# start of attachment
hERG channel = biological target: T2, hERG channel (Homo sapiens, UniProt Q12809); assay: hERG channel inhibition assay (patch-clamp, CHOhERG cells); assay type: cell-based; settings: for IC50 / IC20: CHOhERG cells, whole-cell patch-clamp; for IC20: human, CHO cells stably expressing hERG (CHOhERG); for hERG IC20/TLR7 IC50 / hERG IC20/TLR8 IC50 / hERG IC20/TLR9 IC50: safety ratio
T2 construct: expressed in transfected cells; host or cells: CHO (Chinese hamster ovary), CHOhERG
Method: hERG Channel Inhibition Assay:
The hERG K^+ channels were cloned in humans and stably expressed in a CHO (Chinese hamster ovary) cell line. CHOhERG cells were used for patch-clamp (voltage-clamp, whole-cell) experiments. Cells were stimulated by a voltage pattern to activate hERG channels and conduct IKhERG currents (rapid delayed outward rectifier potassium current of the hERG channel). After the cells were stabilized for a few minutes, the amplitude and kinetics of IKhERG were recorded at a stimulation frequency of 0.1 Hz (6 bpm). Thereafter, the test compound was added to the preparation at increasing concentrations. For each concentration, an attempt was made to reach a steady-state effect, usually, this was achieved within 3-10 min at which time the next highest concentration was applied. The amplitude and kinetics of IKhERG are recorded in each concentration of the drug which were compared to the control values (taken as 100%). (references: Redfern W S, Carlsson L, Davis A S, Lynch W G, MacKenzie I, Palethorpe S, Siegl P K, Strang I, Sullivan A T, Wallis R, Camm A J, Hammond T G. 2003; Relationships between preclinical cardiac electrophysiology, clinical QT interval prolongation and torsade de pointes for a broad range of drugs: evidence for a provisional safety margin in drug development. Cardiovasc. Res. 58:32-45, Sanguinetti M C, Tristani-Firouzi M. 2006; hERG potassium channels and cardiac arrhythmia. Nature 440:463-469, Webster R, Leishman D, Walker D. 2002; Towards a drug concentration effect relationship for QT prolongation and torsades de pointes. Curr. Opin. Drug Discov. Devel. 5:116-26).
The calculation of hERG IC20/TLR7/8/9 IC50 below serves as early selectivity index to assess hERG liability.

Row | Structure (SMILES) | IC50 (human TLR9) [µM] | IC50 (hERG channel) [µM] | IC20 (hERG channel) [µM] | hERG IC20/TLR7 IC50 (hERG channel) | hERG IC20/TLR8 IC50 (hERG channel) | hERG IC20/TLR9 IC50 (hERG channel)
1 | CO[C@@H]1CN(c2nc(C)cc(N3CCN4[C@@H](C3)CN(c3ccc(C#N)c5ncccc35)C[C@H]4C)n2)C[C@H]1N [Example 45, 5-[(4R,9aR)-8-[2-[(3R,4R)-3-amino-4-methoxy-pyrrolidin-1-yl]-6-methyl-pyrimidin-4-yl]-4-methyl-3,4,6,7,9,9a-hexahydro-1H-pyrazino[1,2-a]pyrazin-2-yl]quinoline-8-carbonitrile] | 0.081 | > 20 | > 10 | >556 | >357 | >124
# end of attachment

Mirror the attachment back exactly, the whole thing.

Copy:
hERG channel = biological target: T2, hERG channel (Homo sapiens, UniProt Q12809); assay: hERG channel inhibition assay (patch-clamp, CHOhERG cells); assay type: cell-based; settings: for IC50 / IC20: CHOhERG cells, whole-cell patch-clamp; for IC20: human, CHO cells stably expressing hERG (CHOhERG); for hERG IC20/TLR7 IC50 / hERG IC20/TLR8 IC50 / hERG IC20/TLR9 IC50: safety ratio
T2 construct: expressed in transfected cells; host or cells: CHO (Chinese hamster ovary), CHOhERG
Method: hERG Channel Inhibition Assay:
The hERG K^+ channels were cloned in humans and stably expressed in a CHO (Chinese hamster ovary) cell line. CHOhERG cells were used for patch-clamp (voltage-clamp, whole-cell) experiments. Cells were stimulated by a voltage pattern to activate hERG channels and conduct IKhERG currents (rapid delayed outward rectifier potassium current of the hERG channel). After the cells were stabilized for a few minutes, the amplitude and kinetics of IKhERG were recorded at a stimulation frequency of 0.1 Hz (6 bpm). Thereafter, the test compound was added to the preparation at increasing concentrations. For each concentration, an attempt was made to reach a steady-state effect, usually, this was achieved within 3-10 min at which time the next highest concentration was applied. The amplitude and kinetics of IKhERG are recorded in each concentration of the drug which were compared to the control values (taken as 100%). (references: Redfern W S, Carlsson L, Davis A S, Lynch W G, MacKenzie I, Palethorpe S, Siegl P K, Strang I, Sullivan A T, Wallis R, Camm A J, Hammond T G. 2003; Relationships between preclinical cardiac electrophysiology, clinical QT interval prolongation and torsade de pointes for a broad range of drugs: evidence for a provisional safety margin in drug development. Cardiovasc. Res. 58:32-45, Sanguinetti M C, Tristani-Firouzi M. 2006; hERG potassium channels and cardiac arrhythmia. Nature 440:463-469, Webster R, Leishman D, Walker D. 2002; Towards a drug concentration effect relationship for QT prolongation and torsades de pointes. Curr. Opin. Drug Discov. Devel. 5:116-26).
The calculation of hERG IC20/TLR7/8/9 IC50 below serves as early selectivity index to assess hERG liability.

Row | Structure (SMILES) | IC50 (human TLR9) [µM] | IC50 (hERG channel) [µM] | IC20 (hERG channel) [µM] | hERG IC20/TLR7 IC50 (hERG channel) | hERG IC20/TLR8 IC50 (hERG channel) | hERG IC20/TLR9 IC50 (hERG channel)
1 | CO[C@@H]1CN(c2nc(C)cc(N3CCN4[C@@H](C3)CN(c3ccc(C#N)c5ncccc35)C[C@H]4C)n2)C[C@H]1N [Example 45, 5-[(4R,9aR)-8-[2-[(3R,4R)-3-amino-4-methoxy-pyrrolidin-1-yl]-6-methyl-pyrimidin-4-yl]-4-methyl-3,4,6,7,9,9a-hexahydro-1H-pyrazino[1,2-a]pyrazin-2-yl]quinoline-8-carbonitrile] | 0.081 | > 20 | > 10 | >556 | >357 | >124